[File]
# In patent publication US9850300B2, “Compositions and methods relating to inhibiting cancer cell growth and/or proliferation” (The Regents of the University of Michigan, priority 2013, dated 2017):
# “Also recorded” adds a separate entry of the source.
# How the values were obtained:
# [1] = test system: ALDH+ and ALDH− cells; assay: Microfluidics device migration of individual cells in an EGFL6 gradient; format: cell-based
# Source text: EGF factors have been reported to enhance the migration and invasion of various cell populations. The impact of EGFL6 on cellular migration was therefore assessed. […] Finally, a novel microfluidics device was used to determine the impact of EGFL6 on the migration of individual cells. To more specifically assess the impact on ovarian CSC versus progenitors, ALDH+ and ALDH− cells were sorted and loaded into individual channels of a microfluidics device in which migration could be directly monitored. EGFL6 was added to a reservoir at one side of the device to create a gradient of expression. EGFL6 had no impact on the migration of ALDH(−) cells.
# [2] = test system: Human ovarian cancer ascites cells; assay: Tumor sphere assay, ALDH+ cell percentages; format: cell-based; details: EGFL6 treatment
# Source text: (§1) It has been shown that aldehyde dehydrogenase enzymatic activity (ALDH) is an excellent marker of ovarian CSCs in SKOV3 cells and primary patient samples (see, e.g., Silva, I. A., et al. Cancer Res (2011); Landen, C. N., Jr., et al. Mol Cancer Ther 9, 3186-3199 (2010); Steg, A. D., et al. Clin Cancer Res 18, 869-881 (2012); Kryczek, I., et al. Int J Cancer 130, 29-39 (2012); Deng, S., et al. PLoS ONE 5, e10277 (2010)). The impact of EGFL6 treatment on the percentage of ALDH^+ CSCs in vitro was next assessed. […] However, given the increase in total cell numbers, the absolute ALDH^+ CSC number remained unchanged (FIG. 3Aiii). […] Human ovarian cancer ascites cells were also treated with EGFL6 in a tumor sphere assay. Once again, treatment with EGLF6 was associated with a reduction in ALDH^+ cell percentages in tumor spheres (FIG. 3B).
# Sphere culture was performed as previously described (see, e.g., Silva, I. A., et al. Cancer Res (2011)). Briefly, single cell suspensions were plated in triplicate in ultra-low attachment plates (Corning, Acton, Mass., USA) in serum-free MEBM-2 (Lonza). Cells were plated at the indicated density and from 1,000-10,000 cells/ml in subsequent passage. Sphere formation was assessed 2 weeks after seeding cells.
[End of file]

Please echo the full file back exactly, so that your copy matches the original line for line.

# In patent publication US9850300B2, “Compositions and methods relating to inhibiting cancer cell growth and/or proliferation” (The Regents of the University of Michigan, priority 2013, dated 2017):
# “Also recorded” adds a separate entry of the source.
# How the values were obtained:
# [1] = test system: ALDH+ and ALDH− cells; assay: Microfluidics device migration of individual cells in an EGFL6 gradient; format: cell-based
# Source text: EGF factors have been reported to enhance the migration and invasion of various cell populations. The impact of EGFL6 on cellular migration was therefore assessed. […] Finally, a novel microfluidics device was used to determine the impact of EGFL6 on the migration of individual cells. To more specifically assess the impact on ovarian CSC versus progenitors, ALDH+ and ALDH− cells were sorted and loaded into individual channels of a microfluidics device in which migration could be directly monitored. EGFL6 was added to a reservoir at one side of the device to create a gradient of expression. EGFL6 had no impact on the migration of ALDH(−) cells.
# [2] = test system: Human ovarian cancer ascites cells; assay: Tumor sphere assay, ALDH+ cell percentages; format: cell-based; details: EGFL6 treatment
# Source text: (§1) It has been shown that aldehyde dehydrogenase enzymatic activity (ALDH) is an excellent marker of ovarian CSCs in SKOV3 cells and primary patient samples (see, e.g., Silva, I. A., et al. Cancer Res (2011); Landen, C. N., Jr., et al. Mol Cancer Ther 9, 3186-3199 (2010); Steg, A. D., et al. Clin Cancer Res 18, 869-881 (2012); Kryczek, I., et al. Int J Cancer 130, 29-39 (2012); Deng, S., et al. PLoS ONE 5, e10277 (2010)). The impact of EGFL6 treatment on the percentage of ALDH^+ CSCs in vitro was next assessed. […] However, given the increase in total cell numbers, the absolute ALDH^+ CSC number remained unchanged (FIG. 3Aiii). […] Human ovarian cancer ascites cells were also treated with EGFL6 in a tumor sphere assay. Once again, treatment with EGLF6 was associated with a reduction in ALDH^+ cell percentages in tumor spheres (FIG. 3B).
# Sphere culture was performed as previously described (see, e.g., Silva, I. A., et al. Cancer Res (2011)). Briefly, single cell suspensions were plated in triplicate in ultra-low attachment plates (Corning, Acton, Mass., USA) in serum-free MEBM-2 (Lonza). Cells were plated at the indicated density and from 1,000-10,000 cells/ml in subsequent passage. Sphere formation was assessed 2 weeks after seeding cells.